The FISA Court says it has no problem with the NSA accessing privileged communications since it won’t be directly involved in any criminal cases. But it can see how other agencies without the same foreign-facing directives might end up in the possession of privileged conversations.

That being said, the government is admonished to guard against the possibility that NSA, in compliance with its procedures, might disseminate to FBI a report based on a privileged communication described in Section 5(c) of the NSA procedures (pertaining to a criminal charge in the United States) that, had the FBI obtained it through its own collection efforts, the FBI would be required to sequester with the Court under FBI Minimization Procedures…

Swell, but the Court goes on to say this isn’t something it’s going to worry about.

The Court again concludes that NSA’s procedures, as a whole and applied to it, an agency with no law-enforcement mission or authority, are reasonably designed to protect the substantial privacy interests in attorney-client communications, consistent with the need to exploit those communications for legitimate foreign-intelligence purposes.

This kind of ignores the fact that prosecutions of foreign terrorists generally involve US courts. So even if the NSA isn’t exactly in the law enforcement business, its collections aid and abet domestic law enforcement agencies that do directly work with prosecutors and build criminal cases.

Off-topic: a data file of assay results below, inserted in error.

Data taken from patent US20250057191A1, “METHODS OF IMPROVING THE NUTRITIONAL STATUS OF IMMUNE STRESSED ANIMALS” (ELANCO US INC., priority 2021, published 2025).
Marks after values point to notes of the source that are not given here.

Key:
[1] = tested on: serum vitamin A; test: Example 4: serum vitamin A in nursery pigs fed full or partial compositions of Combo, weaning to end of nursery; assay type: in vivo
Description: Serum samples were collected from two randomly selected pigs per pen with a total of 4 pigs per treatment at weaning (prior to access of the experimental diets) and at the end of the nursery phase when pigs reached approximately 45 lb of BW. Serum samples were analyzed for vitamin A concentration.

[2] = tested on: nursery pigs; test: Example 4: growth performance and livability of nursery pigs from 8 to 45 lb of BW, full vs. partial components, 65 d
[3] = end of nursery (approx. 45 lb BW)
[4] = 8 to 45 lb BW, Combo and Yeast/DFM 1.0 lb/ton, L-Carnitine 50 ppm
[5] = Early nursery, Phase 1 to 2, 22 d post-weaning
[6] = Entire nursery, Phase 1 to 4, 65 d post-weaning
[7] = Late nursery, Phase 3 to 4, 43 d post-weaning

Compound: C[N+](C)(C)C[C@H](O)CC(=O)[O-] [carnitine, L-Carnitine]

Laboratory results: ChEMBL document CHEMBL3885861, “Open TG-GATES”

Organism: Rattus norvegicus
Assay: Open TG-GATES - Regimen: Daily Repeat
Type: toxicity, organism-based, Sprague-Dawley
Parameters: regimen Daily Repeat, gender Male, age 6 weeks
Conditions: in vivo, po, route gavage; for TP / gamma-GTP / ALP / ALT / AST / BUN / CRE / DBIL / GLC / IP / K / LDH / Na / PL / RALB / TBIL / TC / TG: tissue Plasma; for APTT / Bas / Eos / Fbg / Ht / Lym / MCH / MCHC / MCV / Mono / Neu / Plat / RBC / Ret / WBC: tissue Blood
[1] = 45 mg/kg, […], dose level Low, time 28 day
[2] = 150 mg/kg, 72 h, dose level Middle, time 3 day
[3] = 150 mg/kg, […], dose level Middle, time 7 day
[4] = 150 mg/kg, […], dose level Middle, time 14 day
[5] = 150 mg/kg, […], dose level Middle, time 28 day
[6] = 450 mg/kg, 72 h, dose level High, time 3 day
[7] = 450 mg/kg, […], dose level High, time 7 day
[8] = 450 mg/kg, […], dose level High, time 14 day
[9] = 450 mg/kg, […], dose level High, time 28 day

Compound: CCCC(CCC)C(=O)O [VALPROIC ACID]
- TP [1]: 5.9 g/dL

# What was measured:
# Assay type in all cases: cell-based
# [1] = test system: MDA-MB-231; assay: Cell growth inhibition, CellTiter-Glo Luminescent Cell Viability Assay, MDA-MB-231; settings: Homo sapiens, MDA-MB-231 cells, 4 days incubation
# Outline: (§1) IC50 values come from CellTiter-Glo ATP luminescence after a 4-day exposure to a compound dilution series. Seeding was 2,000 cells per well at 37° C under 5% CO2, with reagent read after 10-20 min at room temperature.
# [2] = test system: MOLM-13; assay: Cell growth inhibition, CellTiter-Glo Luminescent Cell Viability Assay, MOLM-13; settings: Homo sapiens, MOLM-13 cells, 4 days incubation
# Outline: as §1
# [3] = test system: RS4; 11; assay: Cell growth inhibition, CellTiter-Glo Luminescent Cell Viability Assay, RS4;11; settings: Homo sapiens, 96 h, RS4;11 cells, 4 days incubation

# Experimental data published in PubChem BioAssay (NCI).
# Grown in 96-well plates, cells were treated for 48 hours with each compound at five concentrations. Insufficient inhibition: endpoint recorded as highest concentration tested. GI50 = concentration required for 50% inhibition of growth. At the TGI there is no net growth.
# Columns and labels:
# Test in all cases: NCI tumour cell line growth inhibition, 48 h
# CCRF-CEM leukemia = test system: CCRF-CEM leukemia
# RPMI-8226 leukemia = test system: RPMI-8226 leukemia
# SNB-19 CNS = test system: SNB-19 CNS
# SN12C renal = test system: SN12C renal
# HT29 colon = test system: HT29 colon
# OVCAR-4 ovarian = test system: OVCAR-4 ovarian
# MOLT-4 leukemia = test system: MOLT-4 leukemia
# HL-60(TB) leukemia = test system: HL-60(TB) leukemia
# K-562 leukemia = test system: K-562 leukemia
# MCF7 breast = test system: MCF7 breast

Marcy Wheeler’s summary of the FISA opinion is even more caustic. Here’s the bullet point breakdown of the Court’s acquiescence to the government’s claims that it’s really, really hard to keep the FBI from looking at stuff it’s not supposed to be looking at when it accesses 702 collections.

  • It took time for them to make the changes in their systems

  • It took time to train everyone

  • Once everyone got trained they all got sent home for COVID

  • Given mandatory training, personnel “should be aware” of the requirements, even if actual practice demonstrates they’re not

  • FBI doesn’t do that many field reviews

  • Evidence of violations is not sufficient evidence to find that the program inadequately protects privacy

  • The opt-out system for FISA material — which is very similar to one governing the phone and Internet dragnet at NSA until 2011 that also failed to do its job — failed to do its job

  • The FBI has always provided national security justifications for a series of violations involving their tracking system where an Agent didn’t originally claim one

  • Bulk queries have operated like that since November 2019